The problem is the hubris that comes with presuming to speak for voiceless children. Sometimes you get it wrong. One of Grace's worst moments came this July when she tried to unload the shtick on Elizabeth Smart, the Utah girl abducted in 2002 at age 14 and found nine months later. Smart had agreed to do the show to promote new sex-offender legislation but declined to discuss details of her abduction. Not only was Grace's corn-syrupy we-are-all-victims-here attempt to elicit those details patronizing, but her persistence finally led even the teenager to snap: "I really don't appreciate you bringing all this up."
Fumbling to recover, Grace first implied that she thought Smart had wanted to helpother victims (in the only way Grace recognizes—by recounting gruesome detail on cable television). Then she recovered, geared back down to corn syrup, and sympathized that "a lot of victims don't wanna talk about it."
Another criticism of Grace is that she privileges sensationalism, raw emotionalism, and victims' rights over the complexity of the legal process. She declines the journalist's project of clarifying or explaining the law and aims for the entertainer's use of the law as a vehicle for the war between good and evil. In her 2005 book, Objection, Grace dismisses "legalese, arguments for argument's sake. ... None of it matters. All that matters is the truth and it remains the same, no matter how attorneys twist it and turn it and repackage it."
Grace's conviction that there is a single, simple "truth" to every case, and that lawyers and legal processes work to confound rather than clarify it, is chilling in a lawyer. More troubling still, is her tingly spider-sense that she alone can discern that truth in the earliest days of the investigation. But worst of all is her belief that she has some singular role to play in bringing the criminal to justice.
Whatever the police were doing to question Melinda Duckett wasn't enough for Grace. If the girl refused a polygraph, she should have to account for why. If the girl was confused about her timeline, she needed to be a suspect. And if the cops were handling her with kid gloves—perhaps because she was unstable; perhaps because only she knew where her baby was—Grace had no such qualms. She was pulling out the lobster mallet.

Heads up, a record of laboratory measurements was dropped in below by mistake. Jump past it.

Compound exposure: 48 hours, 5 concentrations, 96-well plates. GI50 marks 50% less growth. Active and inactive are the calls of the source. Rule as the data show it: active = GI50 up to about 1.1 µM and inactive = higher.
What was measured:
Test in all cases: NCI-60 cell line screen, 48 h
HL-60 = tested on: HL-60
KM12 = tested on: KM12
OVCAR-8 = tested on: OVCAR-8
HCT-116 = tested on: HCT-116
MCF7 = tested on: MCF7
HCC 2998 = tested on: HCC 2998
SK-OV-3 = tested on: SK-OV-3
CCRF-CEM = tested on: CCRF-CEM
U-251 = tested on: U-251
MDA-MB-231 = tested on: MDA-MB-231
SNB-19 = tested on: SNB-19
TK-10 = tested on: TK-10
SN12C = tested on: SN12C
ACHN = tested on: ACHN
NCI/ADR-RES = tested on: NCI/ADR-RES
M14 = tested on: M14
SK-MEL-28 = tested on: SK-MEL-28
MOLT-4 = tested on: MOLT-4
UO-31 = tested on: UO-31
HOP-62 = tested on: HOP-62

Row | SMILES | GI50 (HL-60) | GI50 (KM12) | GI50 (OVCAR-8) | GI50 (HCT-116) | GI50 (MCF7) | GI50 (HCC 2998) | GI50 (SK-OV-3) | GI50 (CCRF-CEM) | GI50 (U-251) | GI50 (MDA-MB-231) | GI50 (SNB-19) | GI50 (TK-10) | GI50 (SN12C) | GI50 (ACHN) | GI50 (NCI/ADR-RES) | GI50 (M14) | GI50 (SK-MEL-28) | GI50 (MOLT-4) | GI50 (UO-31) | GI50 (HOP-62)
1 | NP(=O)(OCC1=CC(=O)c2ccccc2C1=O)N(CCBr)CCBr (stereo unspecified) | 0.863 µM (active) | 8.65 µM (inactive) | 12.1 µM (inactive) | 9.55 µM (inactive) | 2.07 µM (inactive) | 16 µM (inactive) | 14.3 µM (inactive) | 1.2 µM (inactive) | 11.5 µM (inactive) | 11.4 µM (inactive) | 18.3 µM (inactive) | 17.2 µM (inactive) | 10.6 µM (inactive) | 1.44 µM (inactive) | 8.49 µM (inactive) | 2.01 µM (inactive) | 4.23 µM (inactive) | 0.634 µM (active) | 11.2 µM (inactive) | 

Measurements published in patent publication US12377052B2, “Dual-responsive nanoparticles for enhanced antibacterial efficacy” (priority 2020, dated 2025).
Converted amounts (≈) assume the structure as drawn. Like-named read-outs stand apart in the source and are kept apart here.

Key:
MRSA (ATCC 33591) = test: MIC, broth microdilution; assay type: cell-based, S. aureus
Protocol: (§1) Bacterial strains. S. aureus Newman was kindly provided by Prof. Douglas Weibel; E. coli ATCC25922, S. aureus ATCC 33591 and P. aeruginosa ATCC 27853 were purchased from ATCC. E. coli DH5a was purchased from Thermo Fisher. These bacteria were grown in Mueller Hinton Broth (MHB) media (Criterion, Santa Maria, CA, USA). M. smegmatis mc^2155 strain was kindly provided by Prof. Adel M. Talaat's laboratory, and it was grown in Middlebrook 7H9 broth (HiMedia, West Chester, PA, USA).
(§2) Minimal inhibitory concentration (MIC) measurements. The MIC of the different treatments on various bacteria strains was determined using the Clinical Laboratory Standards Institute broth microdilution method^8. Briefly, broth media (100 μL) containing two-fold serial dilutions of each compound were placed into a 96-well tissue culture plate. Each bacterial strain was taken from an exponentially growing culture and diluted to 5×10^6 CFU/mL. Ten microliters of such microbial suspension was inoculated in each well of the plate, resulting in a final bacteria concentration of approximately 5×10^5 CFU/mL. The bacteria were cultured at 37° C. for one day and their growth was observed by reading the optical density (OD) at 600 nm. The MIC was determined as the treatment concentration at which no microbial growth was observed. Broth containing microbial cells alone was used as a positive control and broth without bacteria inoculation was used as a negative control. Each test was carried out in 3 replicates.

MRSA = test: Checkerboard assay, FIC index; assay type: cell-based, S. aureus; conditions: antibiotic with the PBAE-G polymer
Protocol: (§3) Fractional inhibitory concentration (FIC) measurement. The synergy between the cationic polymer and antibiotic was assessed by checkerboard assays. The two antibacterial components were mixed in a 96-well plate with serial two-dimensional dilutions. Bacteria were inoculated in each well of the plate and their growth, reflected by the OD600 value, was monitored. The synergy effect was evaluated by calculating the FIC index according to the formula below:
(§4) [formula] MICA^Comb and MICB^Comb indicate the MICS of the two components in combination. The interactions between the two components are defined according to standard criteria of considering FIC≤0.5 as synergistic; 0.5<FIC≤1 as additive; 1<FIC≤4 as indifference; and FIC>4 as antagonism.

Except in this case, instead of advancing justice, Grace managed only to obstruct it. John Walsh leaves those aha moments to his viewers. Grace wants to deliver them on air.
Grace evidently suffered from this little contempt problem while she was a wildly successful Atlanta prosecutor. In a smart 2005 profile, the New Republic's Jason Zengerle noted that the Georgia Supreme Court twice overturned convictions Grace had secured, once for improperly inflaming a jury and once for "an extensive pattern of inappropriate and, in some cases, illegal conduct," including inviting a CNN camera crew to film her inside the defendant's house as a search warrant was executed. It's not just that Grace grandstands, weeps, emotes, and bullies. That is, after all, what cable news feeds on. The problem is her message that shouting, crying, and hectoring is "real" justice, whereas procedural rules and protections for defendants are legal wallpaper.
Grace readily confesses that she isn't a journalist. But she is also a lawyer who has little patience for delicately calibrated legal machinery. She is so preoccupied with giving a voice to victims, that, as was the case with Elizabeth Smart, she sometimes needs to shout down the victim to do so. And what she's created is some freakish hodgepodge of not-law, not-news, and not-even-victim's-rights. She's created her own hermetically sealed legal universe that goes beyond entertainment to deliver justice.
Nancy Grace has created a sort of drive-through legal system in which victims are always nurtured, suspects are always guilty, and criminal courts and investigators are always fumbling to keep up with, well, with Nancy Grace. Outrage triumphs over logic and restraint. Certainty replaces doubt. The sleaze and horror properly blunted by ordinary legal processes are rendered even sleazier and more horrible. All toward some end of nailing Nancy's bad guys.
Among Grace's most revealing statements, as she struggled to disavow any responsibility for Duckett's death this week, was this one: "I do not feel our show is to blame for what happened to Melinda Duckett," Grace said Monday. "Melinda committed suicide before that interview ever aired." It speaks volumes about Grace's world view that in her mind, reality doesn't happen until and unless it's witnessed by her viewers. By the same token, she seems to believe there is no real justice, until it happens on her show.